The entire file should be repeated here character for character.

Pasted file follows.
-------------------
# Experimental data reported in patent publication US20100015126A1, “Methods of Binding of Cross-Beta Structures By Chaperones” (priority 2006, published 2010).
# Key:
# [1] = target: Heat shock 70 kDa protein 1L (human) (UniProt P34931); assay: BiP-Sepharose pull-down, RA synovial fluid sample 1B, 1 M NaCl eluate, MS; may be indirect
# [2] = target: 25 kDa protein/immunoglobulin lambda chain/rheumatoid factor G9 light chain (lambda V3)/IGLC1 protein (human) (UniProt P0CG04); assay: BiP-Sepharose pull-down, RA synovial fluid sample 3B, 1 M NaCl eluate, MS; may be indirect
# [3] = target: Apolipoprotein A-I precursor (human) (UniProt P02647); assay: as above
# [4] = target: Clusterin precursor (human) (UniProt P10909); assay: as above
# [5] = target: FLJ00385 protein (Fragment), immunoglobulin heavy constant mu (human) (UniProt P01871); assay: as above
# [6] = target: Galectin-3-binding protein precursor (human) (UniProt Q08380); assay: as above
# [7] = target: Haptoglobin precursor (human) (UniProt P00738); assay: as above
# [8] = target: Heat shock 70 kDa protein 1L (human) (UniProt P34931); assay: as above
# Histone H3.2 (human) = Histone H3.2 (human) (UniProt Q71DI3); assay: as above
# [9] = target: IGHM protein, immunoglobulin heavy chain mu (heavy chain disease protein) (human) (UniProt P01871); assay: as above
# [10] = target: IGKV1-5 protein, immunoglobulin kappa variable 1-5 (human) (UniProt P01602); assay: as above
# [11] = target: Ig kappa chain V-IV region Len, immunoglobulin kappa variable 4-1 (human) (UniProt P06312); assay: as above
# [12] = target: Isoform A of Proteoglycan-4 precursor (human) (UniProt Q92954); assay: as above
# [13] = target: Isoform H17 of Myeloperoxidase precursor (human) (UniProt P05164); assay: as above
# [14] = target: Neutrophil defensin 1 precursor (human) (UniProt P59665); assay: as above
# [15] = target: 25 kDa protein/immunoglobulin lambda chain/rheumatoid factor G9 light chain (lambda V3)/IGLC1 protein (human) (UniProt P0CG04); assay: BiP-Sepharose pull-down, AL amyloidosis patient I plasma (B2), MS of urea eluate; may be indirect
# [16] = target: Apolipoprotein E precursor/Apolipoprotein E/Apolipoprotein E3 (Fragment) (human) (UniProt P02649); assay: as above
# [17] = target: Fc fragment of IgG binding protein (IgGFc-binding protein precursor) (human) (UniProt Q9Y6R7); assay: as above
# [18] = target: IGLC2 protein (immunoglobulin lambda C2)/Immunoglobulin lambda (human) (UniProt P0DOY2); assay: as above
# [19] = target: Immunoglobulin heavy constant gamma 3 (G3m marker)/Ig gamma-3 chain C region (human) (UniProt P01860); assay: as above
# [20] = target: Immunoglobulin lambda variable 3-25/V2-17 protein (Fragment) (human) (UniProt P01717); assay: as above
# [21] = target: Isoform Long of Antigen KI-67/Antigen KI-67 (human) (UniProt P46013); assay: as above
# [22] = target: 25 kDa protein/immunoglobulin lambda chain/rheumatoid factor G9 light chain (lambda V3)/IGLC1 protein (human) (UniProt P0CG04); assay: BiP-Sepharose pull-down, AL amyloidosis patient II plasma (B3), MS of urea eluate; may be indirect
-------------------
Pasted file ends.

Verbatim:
# Experimental data reported in patent publication US20100015126A1, “Methods of Binding of Cross-Beta Structures By Chaperones” (priority 2006, published 2010).
# Key:
# [1] = target: Heat shock 70 kDa protein 1L (human) (UniProt P34931); assay: BiP-Sepharose pull-down, RA synovial fluid sample 1B, 1 M NaCl eluate, MS; may be indirect
# [2] = target: 25 kDa protein/immunoglobulin lambda chain/rheumatoid factor G9 light chain (lambda V3)/IGLC1 protein (human) (UniProt P0CG04); assay: BiP-Sepharose pull-down, RA synovial fluid sample 3B, 1 M NaCl eluate, MS; may be indirect
# [3] = target: Apolipoprotein A-I precursor (human) (UniProt P02647); assay: as above
# [4] = target: Clusterin precursor (human) (UniProt P10909); assay: as above
# [5] = target: FLJ00385 protein (Fragment), immunoglobulin heavy constant mu (human) (UniProt P01871); assay: as above
# [6] = target: Galectin-3-binding protein precursor (human) (UniProt Q08380); assay: as above
# [7] = target: Haptoglobin precursor (human) (UniProt P00738); assay: as above
# [8] = target: Heat shock 70 kDa protein 1L (human) (UniProt P34931); assay: as above
# Histone H3.2 (human) = Histone H3.2 (human) (UniProt Q71DI3); assay: as above
# [9] = target: IGHM protein, immunoglobulin heavy chain mu (heavy chain disease protein) (human) (UniProt P01871); assay: as above
# [10] = target: IGKV1-5 protein, immunoglobulin kappa variable 1-5 (human) (UniProt P01602); assay: as above
# [11] = target: Ig kappa chain V-IV region Len, immunoglobulin kappa variable 4-1 (human) (UniProt P06312); assay: as above
# [12] = target: Isoform A of Proteoglycan-4 precursor (human) (UniProt Q92954); assay: as above
# [13] = target: Isoform H17 of Myeloperoxidase precursor (human) (UniProt P05164); assay: as above
# [14] = target: Neutrophil defensin 1 precursor (human) (UniProt P59665); assay: as above
# [15] = target: 25 kDa protein/immunoglobulin lambda chain/rheumatoid factor G9 light chain (lambda V3)/IGLC1 protein (human) (UniProt P0CG04); assay: BiP-Sepharose pull-down, AL amyloidosis patient I plasma (B2), MS of urea eluate; may be indirect
# [16] = target: Apolipoprotein E precursor/Apolipoprotein E/Apolipoprotein E3 (Fragment) (human) (UniProt P02649); assay: as above
# [17] = target: Fc fragment of IgG binding protein (IgGFc-binding protein precursor) (human) (UniProt Q9Y6R7); assay: as above
# [18] = target: IGLC2 protein (immunoglobulin lambda C2)/Immunoglobulin lambda (human) (UniProt P0DOY2); assay: as above
# [19] = target: Immunoglobulin heavy constant gamma 3 (G3m marker)/Ig gamma-3 chain C region (human) (UniProt P01860); assay: as above
# [20] = target: Immunoglobulin lambda variable 3-25/V2-17 protein (Fragment) (human) (UniProt P01717); assay: as above
# [21] = target: Isoform Long of Antigen KI-67/Antigen KI-67 (human) (UniProt P46013); assay: as above
# [22] = target: 25 kDa protein/immunoglobulin lambda chain/rheumatoid factor G9 light chain (lambda V3)/IGLC1 protein (human) (UniProt P0CG04); assay: BiP-Sepharose pull-down, AL amyloidosis patient II plasma (B3), MS of urea eluate; may be indirect